Killing For God
by Graham Williams 11/13/09
On Tuesday, November 10th, U.S. President Barack Obama spoke at a memorial service
for the 13 people killed at the Fort Hood shooting. (See this News
Story) Among his remarks was this statement, "No faith justifies these murderous
and craven acts; no just and loving God looks upon them with favor..."
It is too early to know for sure, but some are saying that Major Nidal Hasan, the
military psychiatrist accused of the killings, may have felt justified in his actions
by his religious beliefs. Hasan is a Muslim. There are reports that his buiness card
proclaimed him to be a SoA(SWT) - allegedly meaning "Soldier of Allah (Glory to Him,
the Exalted). Read more, here.
There are reports that Hasan yelled "Allah Akbar!" before opening fire. (Read more, here.)
There is some evidence that he received advice from a Muslim fundamentalist which
stated on his website that, "Jihad today is obligatory on every capable Muslim. So
as a Muslim who wants to please Allah it is your duty to find ways to practice it
and support it." Read more, here.
Jihad is defined (here) as a struggle,
and one aspect of the struggle is the Jihad of the sword which is a justified form
of warfare or military combat.
It seems that some fundamental Muslims may think that killing could be justified if
it is done for God, or Allah.
Maybe some of the justification for this kind of thinking could come from the Old
Testament of the Christian Bible, also known to Jewish people as the Torah (The first
five books of the Old Testament, the five books of Moses, are the central part of
the Torah). Muslims believe in the Torah although they are taught that it has been
altered by the hands of man. Are there stories in the Old Testament that could be
used to justify killing, if it is done by or for God? Despite what President Obama
said, are there stories in the Old Testament believed by Jews, Christians and Muslins
that may seem to justify murder and which God does seem to look upon with favor?
Although one of the Ten Commandments is "Thou shalt not kill," there is a lot of killing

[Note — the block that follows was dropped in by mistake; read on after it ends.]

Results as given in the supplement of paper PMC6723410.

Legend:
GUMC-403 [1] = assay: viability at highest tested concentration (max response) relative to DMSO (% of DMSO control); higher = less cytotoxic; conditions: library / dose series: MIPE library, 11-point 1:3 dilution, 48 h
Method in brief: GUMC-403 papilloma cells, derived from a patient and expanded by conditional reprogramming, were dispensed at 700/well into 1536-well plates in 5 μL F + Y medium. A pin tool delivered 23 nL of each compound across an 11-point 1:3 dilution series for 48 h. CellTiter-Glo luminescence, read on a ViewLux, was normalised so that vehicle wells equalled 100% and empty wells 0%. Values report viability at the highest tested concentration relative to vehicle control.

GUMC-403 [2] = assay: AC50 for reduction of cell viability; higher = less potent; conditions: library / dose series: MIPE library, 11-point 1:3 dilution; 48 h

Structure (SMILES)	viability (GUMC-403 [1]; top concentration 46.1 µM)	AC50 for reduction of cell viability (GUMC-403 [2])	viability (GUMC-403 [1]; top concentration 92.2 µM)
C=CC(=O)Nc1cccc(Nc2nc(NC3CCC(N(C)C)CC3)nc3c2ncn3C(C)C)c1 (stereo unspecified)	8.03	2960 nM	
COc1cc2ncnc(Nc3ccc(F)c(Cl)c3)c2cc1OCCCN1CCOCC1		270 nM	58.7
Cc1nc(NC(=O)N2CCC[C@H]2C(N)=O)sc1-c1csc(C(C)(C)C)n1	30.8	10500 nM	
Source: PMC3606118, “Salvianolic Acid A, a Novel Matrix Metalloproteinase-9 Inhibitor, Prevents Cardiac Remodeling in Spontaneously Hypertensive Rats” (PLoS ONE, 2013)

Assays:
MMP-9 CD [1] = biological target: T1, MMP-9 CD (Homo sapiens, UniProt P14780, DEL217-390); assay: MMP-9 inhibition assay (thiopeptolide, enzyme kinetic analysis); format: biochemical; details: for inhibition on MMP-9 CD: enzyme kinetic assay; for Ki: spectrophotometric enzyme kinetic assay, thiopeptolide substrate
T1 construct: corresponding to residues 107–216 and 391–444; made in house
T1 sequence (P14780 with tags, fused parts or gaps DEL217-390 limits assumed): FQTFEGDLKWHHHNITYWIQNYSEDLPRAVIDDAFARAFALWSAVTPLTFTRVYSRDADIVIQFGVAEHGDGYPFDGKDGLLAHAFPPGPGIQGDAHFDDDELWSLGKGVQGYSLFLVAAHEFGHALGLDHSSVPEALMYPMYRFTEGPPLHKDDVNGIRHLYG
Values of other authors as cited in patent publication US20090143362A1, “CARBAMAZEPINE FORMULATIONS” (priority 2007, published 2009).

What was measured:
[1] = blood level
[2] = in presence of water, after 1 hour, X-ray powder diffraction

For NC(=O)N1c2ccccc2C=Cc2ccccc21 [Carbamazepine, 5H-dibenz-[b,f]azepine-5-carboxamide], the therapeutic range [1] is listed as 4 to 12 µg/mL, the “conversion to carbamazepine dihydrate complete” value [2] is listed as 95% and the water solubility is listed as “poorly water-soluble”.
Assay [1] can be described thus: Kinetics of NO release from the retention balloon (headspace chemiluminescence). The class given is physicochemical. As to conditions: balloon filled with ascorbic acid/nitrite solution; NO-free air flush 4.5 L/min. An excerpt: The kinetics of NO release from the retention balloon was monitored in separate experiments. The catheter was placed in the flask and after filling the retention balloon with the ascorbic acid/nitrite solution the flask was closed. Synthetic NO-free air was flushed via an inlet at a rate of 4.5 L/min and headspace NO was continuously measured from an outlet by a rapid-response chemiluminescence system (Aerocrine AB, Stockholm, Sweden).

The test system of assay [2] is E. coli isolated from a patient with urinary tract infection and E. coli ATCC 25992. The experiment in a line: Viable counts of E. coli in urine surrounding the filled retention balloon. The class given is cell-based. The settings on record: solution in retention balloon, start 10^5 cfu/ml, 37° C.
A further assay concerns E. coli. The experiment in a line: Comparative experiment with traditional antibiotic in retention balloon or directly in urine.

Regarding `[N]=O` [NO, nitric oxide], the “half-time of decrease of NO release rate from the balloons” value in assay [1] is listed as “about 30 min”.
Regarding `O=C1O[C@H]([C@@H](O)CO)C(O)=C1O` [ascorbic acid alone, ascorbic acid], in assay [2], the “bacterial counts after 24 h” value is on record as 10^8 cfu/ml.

in the Old testament of the Bible. In Genesis (read the Bible verses here),
God kills everyone on Earth except for Noah and his family because of man's wickedness
and their inclination to do evil.
So the LORD said, "I will wipe mankind, whom I have created, from the face of the
earth-men and animals, and creatures that move along the ground, and birds of the
air-for I am grieved that I have made them."
This clearly states that God can decide to kill people Himself, and has actually done
it in this case.
Later in Genesis (read the Bible verses here),
we hear of God sending an angel to destroy Sodom
and Gomorrah because they were not righteous.
But there are also stories of God commanding man to kill. After the Jews had escaped
from slavery in Egypt, God told Saul to kill the Amalekites as punishment for what
they did to the Jews when they were leaving Egypt (read the Bible verses here).
It has been argued that when God ordered His people to kill other groups of people
in the Old Testament that this was a righteous judgement for the sins of these people.
Therefore, it is argued, there was a good reason for God to command these specific
killings and one can not generalize from these stories to justify killing today as
approved by God. Read more about this point of view, here and here.
Some think that the Qur'an (Koran) justifies killing for God in passages such
"Fight those who do not believe in Allah, nor in the
latter day, nor do they prohibit what Allah and His Apostle have prohibited, nor follow
the religion of truth, out of those who have been given the Book, until they pay the
tax in acknowledgment of superiority and they are in a state of subjection." (S. 9:29
But such passages may be taken out of context. It is said that the Quran only condones
killing in self-defense or if treaties are broken. As for what the Qur'an says about
"It may be that God will grant love (and friendship)
between you and those whom ye (now) hold as enemies. For God has power (over all things),
and God is Oft-Forgiving, Most Merciful.
God does not forbid you, with regard to those who fight
you not for (your) faith nor drive you out of your homes, from dealing kindly and
justly with them: for God loves those who are just." (Qur'an 60:7-8)
Read more about what the Qur'an may say about terrorism, here.
In conclusion, killing for God is a tenuous justification if it can be made at all.
The overarching concept of the Bible is for man to love God and to love his neighbor.
"'Love the Lord your God with all your heart and with
all your soul and with all your mind and with all your strength.' The second is this:
'Love your neighbor as yourself.' There is no commandment greater than these."
And it is clear that we are all considered to be neighbors of each other, see here.
In the New Testament, God is seen to offer Grace and Mercy to all people.
It is clear that we are all considered to be neighbors of each other. The Qur'an
says that God may grant love between enemies and they may be treated kindly. Anyone
who tries to justify killing as favorable to God should continue their studies of
religious texts and they may come to see that God wants us to love our enemies and
does not want us to kill them.